The last time I heard a CD that claimed multiple Child ballads, it was Anais Mitchell & Jefferson Hamer's Child Ballads (a total of seven) issued last year to rapturous reviews and deserved awards. On Current Affairs, a title with at least some of the band's tongue in collective cheek -- the dark events conjured up happened, or anyway were imagined, centuries ago -- there are three: "The False Knight Upon the Road" (#3 in the good professor's collection), "Henry Lee" (#68, as "Young Hunting") and "The Wife of Usher's Well" (#79). Though an acoustic band, Runa employs sophisticated 21st-century arrangements while remaining true to the spirit of the music.
From Philadelphia, more or less, Runa boasts five members from three countries (Ireland, Canada, America) united in a common love of traditional and trad-inspired music, along with their shared ability to push it in creative directions. Old Scottish ballads don't often appear on the same disc with the likes of Brother Claude Ely's "Ain't No Grave" (in fact cobbled together from various 19th-century spirituals) or a composition ("Black River") by folk-pop singer-songwriter Amos Lee. But it all comes together in splendid fashion.
The emphasis, however, is on a contemporary folk sound nodding to the manifest influences of the Irish-American Solas and Scotland's Lau, a deep musicality with touches of rock, jazz and classical integrated into the old rural songs and fiddle tunes. None of this would work, of course, without musicians who know their chops; here they include, among the guest artists, Ron Block, well known in bluegrass circles but playing a different banjo style on this occasion. There is also Shannon Lambert-Ryan's wonderfully compelling singing voice. The effort works, too, thanks to an abundance of first-rate material. The one original is a ballad based on an actual occurrence from 1922, "The Ruthless Wife," co-written by Lambert-Ryan and fellow band member Fionan de Barra, and a gripping tale it is.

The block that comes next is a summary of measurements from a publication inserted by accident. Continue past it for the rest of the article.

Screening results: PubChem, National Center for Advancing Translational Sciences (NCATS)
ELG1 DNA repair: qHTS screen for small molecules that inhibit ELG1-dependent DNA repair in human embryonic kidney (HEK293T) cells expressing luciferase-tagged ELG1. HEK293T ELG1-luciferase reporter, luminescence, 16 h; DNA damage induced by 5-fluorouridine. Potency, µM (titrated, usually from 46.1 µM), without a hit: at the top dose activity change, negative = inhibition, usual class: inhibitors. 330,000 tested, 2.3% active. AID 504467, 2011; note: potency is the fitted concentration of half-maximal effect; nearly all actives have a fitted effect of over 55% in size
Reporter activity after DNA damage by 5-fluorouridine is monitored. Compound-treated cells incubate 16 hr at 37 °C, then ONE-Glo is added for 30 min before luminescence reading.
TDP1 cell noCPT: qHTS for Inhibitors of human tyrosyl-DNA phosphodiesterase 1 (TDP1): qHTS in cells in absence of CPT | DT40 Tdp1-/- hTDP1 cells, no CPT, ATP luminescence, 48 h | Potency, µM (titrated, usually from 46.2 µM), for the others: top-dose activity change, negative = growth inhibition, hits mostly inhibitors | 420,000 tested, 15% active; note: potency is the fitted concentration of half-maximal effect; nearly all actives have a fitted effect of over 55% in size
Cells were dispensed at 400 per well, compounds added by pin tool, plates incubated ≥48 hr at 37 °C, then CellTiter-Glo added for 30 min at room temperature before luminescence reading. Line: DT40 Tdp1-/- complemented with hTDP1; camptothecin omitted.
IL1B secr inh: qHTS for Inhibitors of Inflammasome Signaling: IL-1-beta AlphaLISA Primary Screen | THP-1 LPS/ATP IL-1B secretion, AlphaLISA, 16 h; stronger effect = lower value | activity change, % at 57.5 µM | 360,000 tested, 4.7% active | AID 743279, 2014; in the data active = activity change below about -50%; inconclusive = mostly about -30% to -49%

Affairs opens with "The Banks are Made of Marble," penned by apple farmer Les Rice in the 1930s and later famously recorded by Pete Seeger. It is surely the most enduring -- one might even say lovable -- anti-capitalist broadside conceived by somebody not named Joe Hill, Ralph Chaplin or Woody Guthrie. Its message is more urgent than ever, though you'll have to listen to the words to know it's the same song; Runa has put together its own tune. The album draws to a somber conclusion with Davy Steele's "The Last Trip Home," familiar to me from the Battlefield Band recording some years back. The simple, sad story that is "Last Trip" is set to an almost oppressively beautiful melody. Runa rises to the occasion, delivering a reading that will knock you to the floor.
music review by
27 September 2014
Send us your opinions!